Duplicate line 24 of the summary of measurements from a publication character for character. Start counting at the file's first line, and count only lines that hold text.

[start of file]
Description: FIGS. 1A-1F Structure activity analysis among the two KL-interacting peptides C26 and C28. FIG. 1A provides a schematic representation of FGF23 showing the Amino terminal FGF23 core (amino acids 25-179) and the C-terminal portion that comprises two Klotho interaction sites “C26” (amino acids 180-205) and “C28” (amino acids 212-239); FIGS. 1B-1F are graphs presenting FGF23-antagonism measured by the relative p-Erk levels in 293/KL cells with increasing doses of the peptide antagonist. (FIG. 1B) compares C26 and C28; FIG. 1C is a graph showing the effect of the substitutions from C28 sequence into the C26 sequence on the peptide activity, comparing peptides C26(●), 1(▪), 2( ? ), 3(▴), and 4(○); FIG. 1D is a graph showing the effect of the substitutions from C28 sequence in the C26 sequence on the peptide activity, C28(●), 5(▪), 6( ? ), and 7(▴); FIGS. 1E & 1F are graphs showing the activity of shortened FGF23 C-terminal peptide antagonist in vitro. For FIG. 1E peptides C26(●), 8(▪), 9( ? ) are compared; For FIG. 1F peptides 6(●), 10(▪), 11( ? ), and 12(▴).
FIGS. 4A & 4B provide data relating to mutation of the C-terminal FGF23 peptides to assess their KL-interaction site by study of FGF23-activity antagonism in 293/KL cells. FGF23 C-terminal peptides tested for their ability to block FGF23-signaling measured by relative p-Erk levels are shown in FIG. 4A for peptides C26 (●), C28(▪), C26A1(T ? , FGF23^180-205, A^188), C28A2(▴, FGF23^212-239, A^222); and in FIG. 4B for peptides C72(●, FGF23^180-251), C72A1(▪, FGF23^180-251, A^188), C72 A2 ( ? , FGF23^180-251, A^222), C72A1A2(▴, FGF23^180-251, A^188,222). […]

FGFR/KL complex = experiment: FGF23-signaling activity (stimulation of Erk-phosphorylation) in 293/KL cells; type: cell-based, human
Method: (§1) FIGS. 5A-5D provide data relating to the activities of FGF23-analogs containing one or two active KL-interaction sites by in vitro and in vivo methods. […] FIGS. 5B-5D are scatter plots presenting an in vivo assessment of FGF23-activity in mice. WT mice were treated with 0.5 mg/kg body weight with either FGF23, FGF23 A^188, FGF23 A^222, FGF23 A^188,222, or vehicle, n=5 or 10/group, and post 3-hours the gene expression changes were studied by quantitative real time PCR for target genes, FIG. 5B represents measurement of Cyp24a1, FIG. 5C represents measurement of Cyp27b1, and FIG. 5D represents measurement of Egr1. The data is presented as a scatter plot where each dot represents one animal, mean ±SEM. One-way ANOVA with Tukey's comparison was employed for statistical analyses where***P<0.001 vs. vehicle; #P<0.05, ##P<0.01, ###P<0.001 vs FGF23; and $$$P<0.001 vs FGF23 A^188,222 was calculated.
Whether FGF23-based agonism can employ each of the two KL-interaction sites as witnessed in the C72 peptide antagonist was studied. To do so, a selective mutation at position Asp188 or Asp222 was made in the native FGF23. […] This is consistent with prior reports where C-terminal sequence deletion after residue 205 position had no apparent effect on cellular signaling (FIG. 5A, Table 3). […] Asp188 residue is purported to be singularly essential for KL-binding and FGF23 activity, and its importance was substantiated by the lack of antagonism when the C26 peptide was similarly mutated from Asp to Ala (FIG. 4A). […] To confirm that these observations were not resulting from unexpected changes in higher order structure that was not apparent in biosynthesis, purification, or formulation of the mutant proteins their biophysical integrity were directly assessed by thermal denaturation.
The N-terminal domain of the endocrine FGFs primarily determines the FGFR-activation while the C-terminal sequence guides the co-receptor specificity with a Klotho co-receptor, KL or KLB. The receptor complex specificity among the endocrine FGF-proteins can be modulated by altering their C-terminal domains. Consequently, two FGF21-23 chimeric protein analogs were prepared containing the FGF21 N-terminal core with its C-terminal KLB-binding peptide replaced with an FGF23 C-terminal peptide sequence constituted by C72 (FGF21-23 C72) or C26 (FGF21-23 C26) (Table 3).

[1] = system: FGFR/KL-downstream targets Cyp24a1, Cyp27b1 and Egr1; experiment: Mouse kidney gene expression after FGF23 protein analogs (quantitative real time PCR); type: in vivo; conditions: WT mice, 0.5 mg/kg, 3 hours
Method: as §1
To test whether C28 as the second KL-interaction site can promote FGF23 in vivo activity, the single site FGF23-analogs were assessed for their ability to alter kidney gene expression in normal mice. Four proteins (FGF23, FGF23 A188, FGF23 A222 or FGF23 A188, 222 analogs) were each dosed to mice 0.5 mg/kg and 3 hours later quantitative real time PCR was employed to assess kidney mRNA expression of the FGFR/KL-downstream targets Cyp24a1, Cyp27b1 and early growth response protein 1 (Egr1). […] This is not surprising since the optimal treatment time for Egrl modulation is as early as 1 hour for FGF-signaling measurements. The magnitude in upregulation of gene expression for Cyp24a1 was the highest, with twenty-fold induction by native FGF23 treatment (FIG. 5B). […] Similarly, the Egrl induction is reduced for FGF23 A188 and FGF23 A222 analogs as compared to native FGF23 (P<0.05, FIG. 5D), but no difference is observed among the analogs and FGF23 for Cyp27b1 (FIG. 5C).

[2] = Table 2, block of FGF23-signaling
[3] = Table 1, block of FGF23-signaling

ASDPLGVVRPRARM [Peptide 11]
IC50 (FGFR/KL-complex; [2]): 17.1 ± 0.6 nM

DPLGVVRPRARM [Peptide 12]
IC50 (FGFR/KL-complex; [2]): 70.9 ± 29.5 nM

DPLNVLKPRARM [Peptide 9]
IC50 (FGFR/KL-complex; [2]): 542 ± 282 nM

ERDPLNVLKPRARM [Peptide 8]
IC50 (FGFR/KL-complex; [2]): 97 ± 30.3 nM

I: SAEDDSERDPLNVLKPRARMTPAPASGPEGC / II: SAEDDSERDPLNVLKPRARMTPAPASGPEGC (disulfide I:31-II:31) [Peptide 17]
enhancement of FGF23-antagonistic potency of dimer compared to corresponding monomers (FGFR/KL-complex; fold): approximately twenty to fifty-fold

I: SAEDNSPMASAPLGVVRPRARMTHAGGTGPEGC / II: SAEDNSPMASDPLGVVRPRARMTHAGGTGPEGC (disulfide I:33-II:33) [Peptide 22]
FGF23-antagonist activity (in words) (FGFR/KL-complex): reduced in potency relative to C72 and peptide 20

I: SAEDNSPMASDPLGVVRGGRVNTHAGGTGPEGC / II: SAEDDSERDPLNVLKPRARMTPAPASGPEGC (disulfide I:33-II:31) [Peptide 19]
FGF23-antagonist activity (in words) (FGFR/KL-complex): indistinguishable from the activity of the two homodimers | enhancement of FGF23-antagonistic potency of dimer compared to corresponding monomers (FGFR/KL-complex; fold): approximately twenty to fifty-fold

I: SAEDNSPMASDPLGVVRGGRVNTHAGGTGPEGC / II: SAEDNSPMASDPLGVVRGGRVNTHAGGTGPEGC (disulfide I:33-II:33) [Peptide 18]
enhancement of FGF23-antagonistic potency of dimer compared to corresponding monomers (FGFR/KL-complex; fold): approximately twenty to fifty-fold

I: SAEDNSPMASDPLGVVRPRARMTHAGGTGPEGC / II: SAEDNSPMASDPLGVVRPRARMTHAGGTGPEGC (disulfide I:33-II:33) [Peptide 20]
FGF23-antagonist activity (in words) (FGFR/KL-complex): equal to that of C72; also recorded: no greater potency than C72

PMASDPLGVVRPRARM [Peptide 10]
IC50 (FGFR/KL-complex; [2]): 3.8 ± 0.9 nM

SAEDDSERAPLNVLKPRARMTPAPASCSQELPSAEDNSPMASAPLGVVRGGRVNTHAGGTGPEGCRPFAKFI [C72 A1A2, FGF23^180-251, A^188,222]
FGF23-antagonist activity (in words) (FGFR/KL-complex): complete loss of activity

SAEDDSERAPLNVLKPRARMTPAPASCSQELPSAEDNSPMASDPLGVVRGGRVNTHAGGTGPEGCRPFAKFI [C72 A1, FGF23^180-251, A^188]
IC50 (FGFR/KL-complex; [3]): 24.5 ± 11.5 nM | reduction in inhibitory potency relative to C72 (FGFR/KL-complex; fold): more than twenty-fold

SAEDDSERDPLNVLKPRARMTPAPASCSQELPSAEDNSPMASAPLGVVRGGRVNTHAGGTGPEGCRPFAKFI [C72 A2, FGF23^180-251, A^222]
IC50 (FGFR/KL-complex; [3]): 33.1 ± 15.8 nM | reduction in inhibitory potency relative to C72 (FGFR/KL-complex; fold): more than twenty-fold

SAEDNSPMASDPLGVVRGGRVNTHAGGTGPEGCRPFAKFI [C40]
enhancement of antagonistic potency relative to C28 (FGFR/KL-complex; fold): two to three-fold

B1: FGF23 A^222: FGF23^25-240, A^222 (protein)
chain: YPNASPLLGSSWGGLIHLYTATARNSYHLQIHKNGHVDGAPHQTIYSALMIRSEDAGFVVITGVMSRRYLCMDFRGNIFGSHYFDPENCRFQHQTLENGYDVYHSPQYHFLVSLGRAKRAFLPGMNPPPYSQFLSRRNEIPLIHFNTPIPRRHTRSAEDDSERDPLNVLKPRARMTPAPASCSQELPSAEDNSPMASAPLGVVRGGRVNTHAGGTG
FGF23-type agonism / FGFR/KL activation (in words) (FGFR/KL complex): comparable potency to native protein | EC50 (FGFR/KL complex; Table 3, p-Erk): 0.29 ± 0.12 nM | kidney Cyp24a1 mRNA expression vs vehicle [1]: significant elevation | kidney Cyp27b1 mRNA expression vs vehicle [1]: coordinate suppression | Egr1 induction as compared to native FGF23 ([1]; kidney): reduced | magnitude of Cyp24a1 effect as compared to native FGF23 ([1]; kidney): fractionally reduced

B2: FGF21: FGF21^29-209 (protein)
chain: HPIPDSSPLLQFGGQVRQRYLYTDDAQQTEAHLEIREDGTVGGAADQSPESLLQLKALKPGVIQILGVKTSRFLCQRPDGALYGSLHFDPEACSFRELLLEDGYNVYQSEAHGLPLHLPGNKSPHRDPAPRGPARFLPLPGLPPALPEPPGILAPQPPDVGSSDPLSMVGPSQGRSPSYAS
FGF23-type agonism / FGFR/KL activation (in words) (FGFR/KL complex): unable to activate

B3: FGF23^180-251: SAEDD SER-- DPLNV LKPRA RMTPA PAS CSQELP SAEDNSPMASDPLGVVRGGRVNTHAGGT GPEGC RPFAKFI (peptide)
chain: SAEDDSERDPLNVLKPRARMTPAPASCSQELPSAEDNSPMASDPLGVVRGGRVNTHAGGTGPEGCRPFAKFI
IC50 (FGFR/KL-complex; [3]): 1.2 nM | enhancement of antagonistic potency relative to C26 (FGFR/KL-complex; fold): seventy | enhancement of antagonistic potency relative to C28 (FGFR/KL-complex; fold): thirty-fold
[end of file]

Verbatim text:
I: SAEDNSPMASDPLGVVRGGRVNTHAGGTGPEGC / II: SAEDDSERDPLNVLKPRARMTPAPASGPEGC (disulfide I:33-II:31) [Peptide 19]